#1 Seizures

Alcohol withdrawal seizures are sometimes the first sign of alcohol withdrawal. They involve convulsions alternating with involuntary muscle contractions. Withdrawal seizures can occur within six to 48 hours of stopping alcohol consumption.

#2 Delirium Tremens (DTs)

About 30-40% of people who experience seizures get the DTs. Severe symptoms the DTs typically occur 24 to 48 hours after the last drink and are characterized by:

  • Confusion
  • Delirium
  • High blood pressure
  • Shakiness

Without medical help, the DTS can put you at risk for:

  • Head injuries
  • Lethal dehydration
  • Heart attack or stroke
  • Choking on vomit
  • Death

#3 Abnormal Heart Rhythms

As part of delirium tremens, the heart beats erratically. Unusual shifts in breathing, temperature, and circulation may contribute to a racing heart. You may also experience blood circulation issues high blood pressure.

#4 Nausea and Vomiting

Symptoms nausea and vomiting may linger for around a week after you stop drinking. other alcohol withdrawal symptoms, these issues result from the brain trying to rebalance neurotransmitters in the absence of alcohol.

#5 Dehydration

Alcohol is a diuretic that increases your urine output and may also increase sweating. You may already be dehydrated going into alcohol withdrawal.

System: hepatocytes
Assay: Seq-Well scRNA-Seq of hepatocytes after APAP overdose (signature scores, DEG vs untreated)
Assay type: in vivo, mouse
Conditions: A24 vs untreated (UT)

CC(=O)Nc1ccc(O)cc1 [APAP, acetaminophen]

During alcohol withdrawal, you can get even more dehydrated due to vomiting and diarrhea, resulting in dangerous electrolyte imbalances.

This can affect the central nervous system, causing DTs, seizures, mental confusion, anxiety, and suicidal thoughts.

Other alcohol withdrawal symptoms may include insomnia, headaches, diarrhea, and irritability. Alcohol detox at home is risky.

The best way to safely detox from alcohol is to do so under the care of medical professionals.

They can help you deal with alcohol withdrawal using research-backed medications and alternative approaches as appropriate. They can also immediately attend to medical emergencies.

Who Should Detox at Home?

Typically, detoxing at home should be reserved for people who are not physically dependent on drugs or alcohol. It could be a viable option if you experience only mild cravings and withdrawal symptoms when you stop taking drugs.